PEN Delhi expresses its deep concern at the intimidation that Patricia Mukhim, editor of The Shillong Times, is being subjected to for her opposition to the violence against non-tribals in Meghalaya. A complaint has been filed by Lawsohtun Dorbar Shnong, the traditional local body, with the Shillong police, against Mukhim, charging her with defaming the Khasi community and creating communal enmity between communities.
The complaint claims that the case against her is made out under sections 153A, 505 and 499 of the Indian Penal Code. The demand to initiate criminal proceedings against Patricia Mukhim was made after she wrote a post on her Facebook page about an attack on a group of young non-tribal youth by a gang of masked youth, allegedly tribals. Mukhim wrote:
“Conrad Sangma CM Meghalaya, what happened yesterday at Lawsohtun where some non-tribal youth playing Basketball were assaulted with lethal weapons and are now in hospital, is unacceptable in a state with a Government and a functional police force. The attackers, allegedly tribal boys with masks on should be immediately booked. This, continued attacks on non-tribals in Meghalaya whose ancestors have lived here for decades, some having come here since the British period, is reprehensible to say the least. The fact that such attackers and trouble mongers since 1979 have never been arrested, and if arrested never penalised according to law, suggests that Meghalaya has been a failed state for a long time now.”
Mukhim also asked the local village council known as Dorbar Shnong of Lawsohtun why it was unable to sense the violence brewing in the community, “ …what about the Dorbar Shnong of the area? Don’t they have their eyes and ears to the ground? Don’t they know the criminal elements in their jurisdiction? Should they not lead the charge and identify those murderous elements? This is the time to rise above community interests, caste and creed and call out for justice.”
What should be regarded as a sane and humane response was, however, criminalised. Mukhim asks: “Why should our non-tribal brethren continue to live in perpetual fear in their own state? Those born and brought up here have as much right to call Meghalaya their state as the indigenous tribal does.” According to the Dorbar Shnong, criminal proceedings should be initiated against her because: “This statement incites communal tensioning, may instigate a communal conflict which may spread to the entire state thereby… putting all Khasis outside the state in extreme danger.”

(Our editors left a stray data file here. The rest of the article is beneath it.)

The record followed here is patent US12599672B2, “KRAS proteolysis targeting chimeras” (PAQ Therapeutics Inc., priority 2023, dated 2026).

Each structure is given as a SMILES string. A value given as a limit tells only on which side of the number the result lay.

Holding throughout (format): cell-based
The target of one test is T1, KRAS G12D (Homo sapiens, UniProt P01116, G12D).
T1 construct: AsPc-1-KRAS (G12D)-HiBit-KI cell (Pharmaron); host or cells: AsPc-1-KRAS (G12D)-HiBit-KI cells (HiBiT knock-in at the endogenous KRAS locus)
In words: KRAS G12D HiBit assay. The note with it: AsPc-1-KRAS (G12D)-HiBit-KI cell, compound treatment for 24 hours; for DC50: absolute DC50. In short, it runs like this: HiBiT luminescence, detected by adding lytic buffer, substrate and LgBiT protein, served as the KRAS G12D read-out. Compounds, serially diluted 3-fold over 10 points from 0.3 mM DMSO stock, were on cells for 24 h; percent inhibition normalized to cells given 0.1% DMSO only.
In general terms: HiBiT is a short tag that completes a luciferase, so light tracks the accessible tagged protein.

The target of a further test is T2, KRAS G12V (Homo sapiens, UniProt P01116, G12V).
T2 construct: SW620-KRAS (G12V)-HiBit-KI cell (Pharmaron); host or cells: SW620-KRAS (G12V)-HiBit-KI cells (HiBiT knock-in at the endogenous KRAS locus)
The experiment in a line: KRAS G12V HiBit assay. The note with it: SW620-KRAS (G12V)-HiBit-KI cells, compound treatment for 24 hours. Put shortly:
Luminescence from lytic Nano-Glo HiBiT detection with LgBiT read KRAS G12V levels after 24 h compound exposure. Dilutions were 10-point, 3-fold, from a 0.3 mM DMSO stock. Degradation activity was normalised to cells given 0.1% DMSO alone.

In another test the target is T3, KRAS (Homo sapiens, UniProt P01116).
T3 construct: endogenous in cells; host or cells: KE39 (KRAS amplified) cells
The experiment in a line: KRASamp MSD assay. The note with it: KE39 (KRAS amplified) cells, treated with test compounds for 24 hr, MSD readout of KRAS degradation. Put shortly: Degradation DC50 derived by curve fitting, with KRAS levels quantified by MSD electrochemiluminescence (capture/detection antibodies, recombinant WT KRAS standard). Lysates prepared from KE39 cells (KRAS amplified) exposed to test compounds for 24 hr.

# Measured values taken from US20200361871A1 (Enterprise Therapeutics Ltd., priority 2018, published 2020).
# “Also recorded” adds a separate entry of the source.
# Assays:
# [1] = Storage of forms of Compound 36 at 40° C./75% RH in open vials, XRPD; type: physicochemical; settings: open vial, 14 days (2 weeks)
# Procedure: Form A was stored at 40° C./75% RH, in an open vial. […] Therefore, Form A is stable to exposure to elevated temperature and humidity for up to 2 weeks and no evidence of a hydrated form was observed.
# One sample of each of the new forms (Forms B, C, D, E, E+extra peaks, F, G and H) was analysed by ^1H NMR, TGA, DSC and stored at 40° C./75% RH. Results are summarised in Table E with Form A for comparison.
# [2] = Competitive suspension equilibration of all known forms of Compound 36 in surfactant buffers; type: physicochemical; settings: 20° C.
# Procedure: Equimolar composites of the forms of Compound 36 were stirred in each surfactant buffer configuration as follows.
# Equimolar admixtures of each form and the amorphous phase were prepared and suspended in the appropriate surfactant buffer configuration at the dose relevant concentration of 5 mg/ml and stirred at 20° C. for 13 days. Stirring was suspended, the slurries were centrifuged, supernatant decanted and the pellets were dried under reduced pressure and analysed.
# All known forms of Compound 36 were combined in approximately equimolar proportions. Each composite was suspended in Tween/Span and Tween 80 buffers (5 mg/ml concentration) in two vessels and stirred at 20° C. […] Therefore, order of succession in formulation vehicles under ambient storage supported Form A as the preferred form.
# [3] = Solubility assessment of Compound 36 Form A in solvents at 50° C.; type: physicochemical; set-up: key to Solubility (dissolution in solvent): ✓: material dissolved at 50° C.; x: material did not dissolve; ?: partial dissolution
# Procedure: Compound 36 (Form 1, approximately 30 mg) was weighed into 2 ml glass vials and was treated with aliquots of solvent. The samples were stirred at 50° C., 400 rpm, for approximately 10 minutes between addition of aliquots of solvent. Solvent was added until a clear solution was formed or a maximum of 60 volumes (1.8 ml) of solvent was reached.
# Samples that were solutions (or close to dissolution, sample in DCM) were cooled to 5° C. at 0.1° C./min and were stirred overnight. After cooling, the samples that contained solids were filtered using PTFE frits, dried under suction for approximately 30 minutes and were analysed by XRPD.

The complaint also alleges that: “Miss Mukhim has defamed not only the Dorbar Shnong of Lawsohtun but also the entire village without any basis and… has put the entire village in a very bad light before the entire world.”
Patricia Mukhim has done what any conscientious citizen / person would do. She brought to the notice of the constitutional functionaries an act of crime, which her long experience as a journalist tells her is part of a pattern of a sectarian and communal violence against the non-tribal minorities. She has consistently written about the dangers of majoritarian violence and has reminded her people about the violence of 1979 and later in 1984, 1987, and 1992.
Mukhim has previously suffered for having spoken out about the hatred and violence against the non-tribal people by groups promoting sub-nationalistic fervour. At the time, her house was petrol-bombed.
PEN Delhi urges the Shillong police and the Chief Minister of Meghalaya to take note of the genuine concern of Patrica Mukhim and investigate the violence against the non-tribals. It also appeals to the Dorbar Shnong to appreciate the concern behind Mukhim’s questioning and work towards the elimination of hatred against so-called outsiders.
PEN Delhi stands in solidarity with the courageous humanist writer and journalist Patrica Mukhim.